Ticking Time Bomb

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The U.S. Supreme Court heard five major environmental law cases in the term that ended last week and the environment lost every time, making 2008-2009 the worst term on record for environmental issues.

Between October and June, the Court’s decisions:

allowed the U.S. Navy to continue military exercises using sonar that threatens whales,according to many scientists and environmental groups;

limited the liability of companies that are partially responsible for toxic spills;

made it harder to challenge Forest Service regulations;

cleared the way for mining waste to be dumped into an Alaskan lake; and

enabled the EPA to use a faulty cost-benefit analysis process to weigh technology implementations or upgrades against adverse environmental impacts.

Business groups were generally pleased with the rulings while environmental groups were disappointed or, in some cases, outraged.

Beyond the issues involved in these particular cases, however, is the larger question of whether the outcome of these five cases signals a shift in the legal perspective of the Supreme Court that may continue to jeopardize the environment.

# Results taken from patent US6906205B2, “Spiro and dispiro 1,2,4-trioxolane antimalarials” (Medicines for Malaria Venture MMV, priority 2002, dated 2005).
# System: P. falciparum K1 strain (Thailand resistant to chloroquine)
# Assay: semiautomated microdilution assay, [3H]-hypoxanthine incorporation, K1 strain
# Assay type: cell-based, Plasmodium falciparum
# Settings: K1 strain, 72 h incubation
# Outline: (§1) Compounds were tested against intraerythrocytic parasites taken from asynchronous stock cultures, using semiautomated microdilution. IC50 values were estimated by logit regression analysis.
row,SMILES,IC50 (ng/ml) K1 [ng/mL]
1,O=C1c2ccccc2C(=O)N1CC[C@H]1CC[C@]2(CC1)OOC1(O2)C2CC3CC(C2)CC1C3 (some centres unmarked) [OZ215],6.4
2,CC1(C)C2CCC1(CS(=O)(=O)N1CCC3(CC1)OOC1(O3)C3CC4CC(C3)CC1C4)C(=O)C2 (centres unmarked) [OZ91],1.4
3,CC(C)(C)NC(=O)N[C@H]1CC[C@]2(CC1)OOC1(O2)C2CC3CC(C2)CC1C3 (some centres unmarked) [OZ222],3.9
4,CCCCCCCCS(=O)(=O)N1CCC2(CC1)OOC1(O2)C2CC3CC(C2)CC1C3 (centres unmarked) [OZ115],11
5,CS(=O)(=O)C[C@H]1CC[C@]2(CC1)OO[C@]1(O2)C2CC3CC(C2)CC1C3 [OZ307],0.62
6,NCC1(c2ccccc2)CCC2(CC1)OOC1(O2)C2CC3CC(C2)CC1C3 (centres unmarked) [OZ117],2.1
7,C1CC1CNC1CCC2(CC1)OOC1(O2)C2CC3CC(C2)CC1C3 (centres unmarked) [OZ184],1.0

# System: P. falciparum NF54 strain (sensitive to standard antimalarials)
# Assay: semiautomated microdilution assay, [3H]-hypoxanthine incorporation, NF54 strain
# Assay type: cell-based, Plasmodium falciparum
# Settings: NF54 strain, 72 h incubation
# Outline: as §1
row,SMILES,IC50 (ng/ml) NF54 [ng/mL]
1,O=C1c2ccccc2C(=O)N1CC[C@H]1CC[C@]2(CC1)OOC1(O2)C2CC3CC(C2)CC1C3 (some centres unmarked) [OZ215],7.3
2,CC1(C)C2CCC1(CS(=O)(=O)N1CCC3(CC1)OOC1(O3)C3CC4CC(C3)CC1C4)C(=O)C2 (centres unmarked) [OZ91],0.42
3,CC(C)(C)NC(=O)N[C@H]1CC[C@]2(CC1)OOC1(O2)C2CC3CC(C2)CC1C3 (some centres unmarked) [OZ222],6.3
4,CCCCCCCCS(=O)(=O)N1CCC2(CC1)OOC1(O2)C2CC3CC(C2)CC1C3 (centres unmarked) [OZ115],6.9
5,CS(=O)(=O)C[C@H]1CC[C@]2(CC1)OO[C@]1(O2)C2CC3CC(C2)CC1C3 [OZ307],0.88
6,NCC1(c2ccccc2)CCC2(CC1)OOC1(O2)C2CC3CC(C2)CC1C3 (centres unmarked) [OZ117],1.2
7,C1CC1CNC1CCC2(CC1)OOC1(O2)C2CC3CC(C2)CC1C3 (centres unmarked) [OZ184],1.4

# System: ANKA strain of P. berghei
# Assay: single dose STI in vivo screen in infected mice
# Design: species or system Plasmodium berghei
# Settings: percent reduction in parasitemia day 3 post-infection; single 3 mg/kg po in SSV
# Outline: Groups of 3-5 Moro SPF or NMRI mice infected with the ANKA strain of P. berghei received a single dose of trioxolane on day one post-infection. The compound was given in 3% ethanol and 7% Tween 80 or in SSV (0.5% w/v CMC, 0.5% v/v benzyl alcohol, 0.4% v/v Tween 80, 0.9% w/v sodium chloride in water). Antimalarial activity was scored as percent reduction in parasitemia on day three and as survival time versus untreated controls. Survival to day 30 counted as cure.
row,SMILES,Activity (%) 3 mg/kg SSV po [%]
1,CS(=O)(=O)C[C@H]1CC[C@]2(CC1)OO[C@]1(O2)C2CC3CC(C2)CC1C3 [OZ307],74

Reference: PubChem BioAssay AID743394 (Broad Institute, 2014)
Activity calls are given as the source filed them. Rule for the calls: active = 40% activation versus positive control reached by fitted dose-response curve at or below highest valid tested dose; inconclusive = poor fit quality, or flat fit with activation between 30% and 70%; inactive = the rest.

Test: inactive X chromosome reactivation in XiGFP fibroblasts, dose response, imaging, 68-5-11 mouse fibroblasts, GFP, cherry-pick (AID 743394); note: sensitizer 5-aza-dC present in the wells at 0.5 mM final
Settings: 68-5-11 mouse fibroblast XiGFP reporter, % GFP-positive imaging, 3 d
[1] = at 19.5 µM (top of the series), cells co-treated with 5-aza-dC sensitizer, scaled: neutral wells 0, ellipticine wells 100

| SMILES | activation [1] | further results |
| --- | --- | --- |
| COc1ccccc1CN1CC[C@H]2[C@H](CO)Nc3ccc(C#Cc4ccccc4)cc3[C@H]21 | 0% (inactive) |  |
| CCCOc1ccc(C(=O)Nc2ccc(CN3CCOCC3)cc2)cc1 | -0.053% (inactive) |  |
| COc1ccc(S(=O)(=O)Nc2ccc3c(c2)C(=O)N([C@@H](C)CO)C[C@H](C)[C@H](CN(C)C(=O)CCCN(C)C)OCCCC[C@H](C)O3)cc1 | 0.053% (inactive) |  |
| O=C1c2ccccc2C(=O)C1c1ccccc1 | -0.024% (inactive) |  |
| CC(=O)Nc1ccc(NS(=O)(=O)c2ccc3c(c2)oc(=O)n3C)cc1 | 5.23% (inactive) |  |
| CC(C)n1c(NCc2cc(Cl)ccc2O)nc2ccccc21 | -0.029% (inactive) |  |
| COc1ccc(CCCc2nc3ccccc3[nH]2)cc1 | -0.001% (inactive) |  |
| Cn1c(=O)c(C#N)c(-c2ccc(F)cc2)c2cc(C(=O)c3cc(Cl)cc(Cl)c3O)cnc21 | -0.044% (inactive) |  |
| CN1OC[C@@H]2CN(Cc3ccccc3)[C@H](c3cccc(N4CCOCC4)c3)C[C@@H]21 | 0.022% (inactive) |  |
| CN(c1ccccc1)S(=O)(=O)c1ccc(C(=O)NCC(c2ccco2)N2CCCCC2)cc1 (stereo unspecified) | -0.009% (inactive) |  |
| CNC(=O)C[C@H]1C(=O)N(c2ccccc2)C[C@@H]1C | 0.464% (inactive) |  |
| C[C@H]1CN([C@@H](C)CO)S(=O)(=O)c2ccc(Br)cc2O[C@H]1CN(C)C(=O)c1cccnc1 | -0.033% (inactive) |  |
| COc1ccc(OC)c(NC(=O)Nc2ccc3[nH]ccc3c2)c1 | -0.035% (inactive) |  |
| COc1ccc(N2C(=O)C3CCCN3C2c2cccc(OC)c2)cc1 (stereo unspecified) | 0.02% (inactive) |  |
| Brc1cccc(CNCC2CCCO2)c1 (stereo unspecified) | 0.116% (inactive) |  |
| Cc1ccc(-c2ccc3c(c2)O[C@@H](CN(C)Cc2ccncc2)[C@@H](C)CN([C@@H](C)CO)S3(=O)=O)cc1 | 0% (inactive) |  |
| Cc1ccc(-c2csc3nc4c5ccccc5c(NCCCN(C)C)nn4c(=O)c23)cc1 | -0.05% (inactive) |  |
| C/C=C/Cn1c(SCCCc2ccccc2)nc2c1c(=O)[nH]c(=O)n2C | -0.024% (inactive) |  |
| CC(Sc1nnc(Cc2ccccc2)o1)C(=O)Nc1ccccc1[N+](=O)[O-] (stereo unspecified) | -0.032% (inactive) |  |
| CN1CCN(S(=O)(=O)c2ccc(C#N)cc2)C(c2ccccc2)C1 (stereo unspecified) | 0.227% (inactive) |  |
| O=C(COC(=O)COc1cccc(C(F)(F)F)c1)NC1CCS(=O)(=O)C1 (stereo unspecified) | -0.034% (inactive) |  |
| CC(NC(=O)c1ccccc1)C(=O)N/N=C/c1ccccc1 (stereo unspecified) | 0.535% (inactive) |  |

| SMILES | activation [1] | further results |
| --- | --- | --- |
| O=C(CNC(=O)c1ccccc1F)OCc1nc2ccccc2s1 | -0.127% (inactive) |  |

Under the leadership of Chief Justice Roberts, who joined the Court in 2005, the Supreme Court has become increasingly conservative. And the addition of Justice Samuel Alito, who replaced Sandra O’Connor in 2006, has contributed to that trend.

If Supreme Court Nominee Sonia Sotomayor is confirmed by the Senate, it will probably do little to change the Court’s approach to environmental cases. With Congress and many state legislatures poised to pass a number of historic environmental laws—the kind that are almost sure to invite legal challenges—the question is whether the Supreme Court will ultimately advance or impede progress on key environmental issues.

 
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